Dear DCID Community,
Our work at DCID has never been more important than it is right now. The pandemic continues to undermine decades of success at reducing extreme poverty in emerging economies, and it will certainly have further deleterious downstream effects on health, the environment, family and social structures, governance, and even conflict. Our vision over the next year is to prepare DCID to play a leading role in understanding the roots of these problems, devising policies to mitigate them, and equipping current and future leaders with the substantive knowledge and analytical tools to solve them in their own country contexts.
The miracle of mRNA vaccination has given some of us in the United States a welcome respite from the difficulties COVID-19 has posed for over the past two years. While we mourn our lost loved ones, we have been able to venture out of our houses to see friends and family and commute back to our offices to resume semi-normal work-lives. Certainly, challenges remain, but hope is visible on the horizon here in Durham, North Carolina. Duke University and the Sanford School of Public Policy will even resume in-person classes next month. Unfortunately, the same cannot be said for our friends, family, and colleagues in other parts of the world – many of whom are facing the worst onslaught of hardship, since we first learned of COVID in December 2019. We have heard from them and how they are addressing these challenges in their communities. Anil Kumar Bhardwaj (MIDP 2015), for example, developed an oxygen management system to make sure oxygen was delivered to those who most needed it in his home district of Faridabad, India, this past spring. Many others are also working diligently to plot a path to sustainable and equitable recovery.
As an outward facing institution, which focuses on research and education pertaining to developing countries, COVID-19 has also hampered our core activities. Research projects have been waylaid, because scholars were not able to travel to the field or had to postpone project activities that could lead to transmission of COVID such as in-person surveys or interviews. Many prospective fellows and students in our training programs had their plans to come study at DCID up-ended by lockdowns, border restrictions, visa slowdowns, and declining scholarship funds.
Nevertheless, due to the unconditional support of the Sanford leadership and the unwavering commitment of our team, DCID has prevailed and emerged stronger because of those efforts. I am enormously proud of our faculty, who seamlessly transitioned to teaching online and hybrid courses, to make sure students were able to receive a cutting-edge education, regardless of where they were in the world. Because of their willingness to retool, 33 fellows graduated this year, starting their new careers in international organizations, home country governments, businesses, and non-profits.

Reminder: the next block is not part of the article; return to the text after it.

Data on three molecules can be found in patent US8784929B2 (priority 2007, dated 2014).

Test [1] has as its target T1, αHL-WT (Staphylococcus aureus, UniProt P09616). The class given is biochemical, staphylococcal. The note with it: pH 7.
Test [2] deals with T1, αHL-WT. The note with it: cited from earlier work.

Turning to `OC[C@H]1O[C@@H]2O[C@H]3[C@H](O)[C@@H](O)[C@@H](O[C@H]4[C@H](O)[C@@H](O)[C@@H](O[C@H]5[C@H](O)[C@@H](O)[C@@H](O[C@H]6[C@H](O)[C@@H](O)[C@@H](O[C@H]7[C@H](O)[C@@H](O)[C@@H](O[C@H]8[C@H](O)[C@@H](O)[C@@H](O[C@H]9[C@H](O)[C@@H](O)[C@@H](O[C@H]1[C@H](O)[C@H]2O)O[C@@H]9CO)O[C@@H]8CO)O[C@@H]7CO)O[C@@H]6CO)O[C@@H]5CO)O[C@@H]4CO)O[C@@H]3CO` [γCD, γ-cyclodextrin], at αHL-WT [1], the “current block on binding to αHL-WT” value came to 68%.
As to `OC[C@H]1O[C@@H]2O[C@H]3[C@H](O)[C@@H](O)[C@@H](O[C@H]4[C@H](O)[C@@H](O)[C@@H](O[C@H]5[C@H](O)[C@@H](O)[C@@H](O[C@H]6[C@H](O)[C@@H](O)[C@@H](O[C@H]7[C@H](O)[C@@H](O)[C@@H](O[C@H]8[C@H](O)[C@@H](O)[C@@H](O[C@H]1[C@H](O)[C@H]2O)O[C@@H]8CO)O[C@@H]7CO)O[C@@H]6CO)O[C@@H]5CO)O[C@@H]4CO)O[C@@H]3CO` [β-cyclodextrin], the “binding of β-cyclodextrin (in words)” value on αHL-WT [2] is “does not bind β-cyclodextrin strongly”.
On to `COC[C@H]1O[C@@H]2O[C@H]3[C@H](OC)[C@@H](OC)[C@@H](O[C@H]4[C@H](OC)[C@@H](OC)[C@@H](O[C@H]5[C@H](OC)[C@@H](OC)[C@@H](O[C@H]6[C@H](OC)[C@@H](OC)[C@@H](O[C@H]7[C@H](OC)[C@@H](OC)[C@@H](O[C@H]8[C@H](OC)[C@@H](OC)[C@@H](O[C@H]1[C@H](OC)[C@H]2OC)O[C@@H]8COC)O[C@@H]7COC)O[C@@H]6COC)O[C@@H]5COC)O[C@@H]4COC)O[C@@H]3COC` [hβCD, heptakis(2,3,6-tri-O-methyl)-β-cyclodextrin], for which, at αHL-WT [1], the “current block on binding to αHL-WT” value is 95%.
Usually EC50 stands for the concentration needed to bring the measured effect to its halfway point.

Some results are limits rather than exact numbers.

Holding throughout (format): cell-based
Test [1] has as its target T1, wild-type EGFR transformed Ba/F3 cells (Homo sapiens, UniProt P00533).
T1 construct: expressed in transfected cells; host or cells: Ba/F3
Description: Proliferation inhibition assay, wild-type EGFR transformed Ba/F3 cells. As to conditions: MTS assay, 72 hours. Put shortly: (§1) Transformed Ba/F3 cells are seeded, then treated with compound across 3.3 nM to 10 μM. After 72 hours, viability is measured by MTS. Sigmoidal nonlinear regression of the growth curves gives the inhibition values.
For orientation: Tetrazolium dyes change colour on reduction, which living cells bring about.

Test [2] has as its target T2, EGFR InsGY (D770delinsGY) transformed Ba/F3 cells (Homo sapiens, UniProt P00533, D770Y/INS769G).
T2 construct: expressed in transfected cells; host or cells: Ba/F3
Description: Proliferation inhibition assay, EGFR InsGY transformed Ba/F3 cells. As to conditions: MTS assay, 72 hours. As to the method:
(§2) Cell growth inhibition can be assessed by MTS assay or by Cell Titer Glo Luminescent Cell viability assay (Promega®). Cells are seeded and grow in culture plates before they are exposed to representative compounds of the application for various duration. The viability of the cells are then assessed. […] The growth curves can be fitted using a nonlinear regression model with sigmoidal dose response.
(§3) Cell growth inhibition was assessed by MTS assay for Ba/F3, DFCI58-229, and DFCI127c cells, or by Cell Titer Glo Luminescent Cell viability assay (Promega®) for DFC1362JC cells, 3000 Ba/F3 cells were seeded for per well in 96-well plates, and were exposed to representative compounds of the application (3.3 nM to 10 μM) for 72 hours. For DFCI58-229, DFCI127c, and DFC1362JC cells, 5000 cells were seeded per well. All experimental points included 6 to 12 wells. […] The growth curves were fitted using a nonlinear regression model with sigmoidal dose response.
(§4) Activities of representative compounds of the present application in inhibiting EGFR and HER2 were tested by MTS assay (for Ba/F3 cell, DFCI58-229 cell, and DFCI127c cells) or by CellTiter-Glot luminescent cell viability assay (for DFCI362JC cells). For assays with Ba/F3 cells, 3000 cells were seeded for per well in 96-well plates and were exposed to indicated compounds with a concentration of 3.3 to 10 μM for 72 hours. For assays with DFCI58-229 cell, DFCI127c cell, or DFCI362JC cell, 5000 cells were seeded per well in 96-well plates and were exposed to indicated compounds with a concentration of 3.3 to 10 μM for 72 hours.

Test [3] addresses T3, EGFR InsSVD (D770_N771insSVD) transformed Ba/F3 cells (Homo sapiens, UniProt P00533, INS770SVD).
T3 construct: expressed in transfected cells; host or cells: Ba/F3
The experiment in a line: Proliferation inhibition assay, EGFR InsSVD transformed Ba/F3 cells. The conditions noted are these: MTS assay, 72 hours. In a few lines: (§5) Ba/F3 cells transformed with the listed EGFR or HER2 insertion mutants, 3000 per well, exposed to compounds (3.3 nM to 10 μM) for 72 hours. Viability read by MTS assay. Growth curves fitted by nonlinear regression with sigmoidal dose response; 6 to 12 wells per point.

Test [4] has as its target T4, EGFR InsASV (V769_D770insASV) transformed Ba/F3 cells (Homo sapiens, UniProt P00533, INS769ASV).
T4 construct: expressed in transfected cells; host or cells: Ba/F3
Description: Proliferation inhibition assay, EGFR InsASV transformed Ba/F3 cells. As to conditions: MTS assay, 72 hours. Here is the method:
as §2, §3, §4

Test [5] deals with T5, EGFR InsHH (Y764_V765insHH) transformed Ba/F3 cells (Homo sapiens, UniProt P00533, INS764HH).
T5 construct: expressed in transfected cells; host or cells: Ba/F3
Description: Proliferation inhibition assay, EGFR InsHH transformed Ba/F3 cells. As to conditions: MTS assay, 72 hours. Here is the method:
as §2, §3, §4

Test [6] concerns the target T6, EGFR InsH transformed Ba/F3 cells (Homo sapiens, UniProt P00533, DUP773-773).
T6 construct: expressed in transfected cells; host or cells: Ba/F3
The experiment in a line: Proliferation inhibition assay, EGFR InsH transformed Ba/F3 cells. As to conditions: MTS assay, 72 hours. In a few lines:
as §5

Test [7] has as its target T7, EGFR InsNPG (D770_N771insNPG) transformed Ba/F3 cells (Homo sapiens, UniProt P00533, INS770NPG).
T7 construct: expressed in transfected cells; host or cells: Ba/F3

Our dedicated MIDP staff made sure those fellows had the resources they needed to strive and feel connected to the DCID community. At the same time, they reviewed hundreds of applications to select a stellar new class of 25 fellows from 23 countries, navigating formidable international obstacles to make sure those students could get to Durham and study in person. And they found new ways to build connections with our talented alumni all over the world through exciting programs like our Policy Writing for Development course. Stay tuned for more dedicated courses for alumni, which serve the dual role of facilitating life-long learning and maintaining our global, DCID community.
Our executive training team demonstrated enormous creativity and innovation during the pandemic, building and staffing two lightboard studios in DCID to facilitate remote teaching and advisory work. They successfully switched our summer Monitoring and Evaluation for Development Policy (M&EDP) to an online platform. In addition, they expanded our programming to include two new, tailored courses on Behavioral Economics and Governance in Post-Conflict settings with new partners at Oxfam America and the Fort Bragg Civil Affairs battalion.
Despite the obstacles, DCID researchers found new ways to conduct groundbreaking research on a range of critical policy dilemmas. Our scholars have tackled challenging questions about the true extent of the spread of COVID transmission in India as well as the long-term economic effects of the crisis. A particular focus has been on the relationship between the environment and development, including the effects of pollution on cognitive development, the relationship between climate migration and violence, and economic decision-making in the context of climate change. Finally, a new $250,000 grant from USAID to DCID will fund new work on the relationship between business productivity and corruption, studying whether better managers take less regulatory short-cuts and therefore are less exposed to bribery requests.
The need to make targeted, strategic decisions with limited resources during COVID has sharpened the focus of DCID and given us a clearer sense of our mission. We now envision DCID as an integrated unit that facilitates the work of development researchers at Duke University, and promotes those findings to a wider, international development audience. Curricular changes in the MIDP program will ensure that fellows have the requisite management and research skillsets to be involved in DCID’s research projects through internships, studio classes, and Masters projects, and have the knowledge to translate cutting-edge findings within their own communities.
We believe these changes will best position DCID and our graduates to play leading roles in the discoveries and innovations that will facilitate economic recovery in the post-COVID world.
Director, Duke Center for International Development